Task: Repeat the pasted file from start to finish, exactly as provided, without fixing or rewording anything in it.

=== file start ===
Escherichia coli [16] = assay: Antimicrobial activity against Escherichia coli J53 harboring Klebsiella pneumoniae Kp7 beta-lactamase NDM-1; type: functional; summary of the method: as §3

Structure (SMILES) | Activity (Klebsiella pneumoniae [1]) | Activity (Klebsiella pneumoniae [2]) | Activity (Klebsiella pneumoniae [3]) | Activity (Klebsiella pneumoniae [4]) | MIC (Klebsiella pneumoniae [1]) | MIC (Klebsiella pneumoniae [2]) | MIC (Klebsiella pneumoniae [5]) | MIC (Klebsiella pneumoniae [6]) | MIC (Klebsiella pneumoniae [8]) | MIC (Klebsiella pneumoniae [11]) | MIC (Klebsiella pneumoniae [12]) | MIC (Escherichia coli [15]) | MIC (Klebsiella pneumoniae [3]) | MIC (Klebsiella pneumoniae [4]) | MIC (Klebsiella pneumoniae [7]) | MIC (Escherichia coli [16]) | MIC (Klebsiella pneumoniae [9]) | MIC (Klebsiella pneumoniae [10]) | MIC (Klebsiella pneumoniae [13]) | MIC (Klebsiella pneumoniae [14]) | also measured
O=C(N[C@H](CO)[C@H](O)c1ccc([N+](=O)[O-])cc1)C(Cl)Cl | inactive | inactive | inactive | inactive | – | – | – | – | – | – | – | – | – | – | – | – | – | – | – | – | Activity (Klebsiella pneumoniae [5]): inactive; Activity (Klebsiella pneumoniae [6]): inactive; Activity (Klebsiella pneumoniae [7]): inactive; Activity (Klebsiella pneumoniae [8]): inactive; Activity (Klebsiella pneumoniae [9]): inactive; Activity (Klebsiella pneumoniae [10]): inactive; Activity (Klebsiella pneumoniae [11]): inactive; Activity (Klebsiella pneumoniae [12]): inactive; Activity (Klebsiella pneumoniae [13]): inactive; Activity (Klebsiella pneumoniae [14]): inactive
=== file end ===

Escherichia coli [16] = assay: Antimicrobial activity against Escherichia coli J53 harboring Klebsiella pneumoniae Kp7 beta-lactamase NDM-1; type: functional; summary of the method: as §3

Structure (SMILES) | Activity (Klebsiella pneumoniae [1]) | Activity (Klebsiella pneumoniae [2]) | Activity (Klebsiella pneumoniae [3]) | Activity (Klebsiella pneumoniae [4]) | MIC (Klebsiella pneumoniae [1]) | MIC (Klebsiella pneumoniae [2]) | MIC (Klebsiella pneumoniae [5]) | MIC (Klebsiella pneumoniae [6]) | MIC (Klebsiella pneumoniae [8]) | MIC (Klebsiella pneumoniae [11]) | MIC (Klebsiella pneumoniae [12]) | MIC (Escherichia coli [15]) | MIC (Klebsiella pneumoniae [3]) | MIC (Klebsiella pneumoniae [4]) | MIC (Klebsiella pneumoniae [7]) | MIC (Escherichia coli [16]) | MIC (Klebsiella pneumoniae [9]) | MIC (Klebsiella pneumoniae [10]) | MIC (Klebsiella pneumoniae [13]) | MIC (Klebsiella pneumoniae [14]) | also measured
O=C(N[C@H](CO)[C@H](O)c1ccc([N+](=O)[O-])cc1)C(Cl)Cl | inactive | inactive | inactive | inactive | – | – | – | – | – | – | – | – | – | – | – | – | – | – | – | – | Activity (Klebsiella pneumoniae [5]): inactive; Activity (Klebsiella pneumoniae [6]): inactive; Activity (Klebsiella pneumoniae [7]): inactive; Activity (Klebsiella pneumoniae [8]): inactive; Activity (Klebsiella pneumoniae [9]): inactive; Activity (Klebsiella pneumoniae [10]): inactive; Activity (Klebsiella pneumoniae [11]): inactive; Activity (Klebsiella pneumoniae [12]): inactive; Activity (Klebsiella pneumoniae [13]): inactive; Activity (Klebsiella pneumoniae [14]): inactive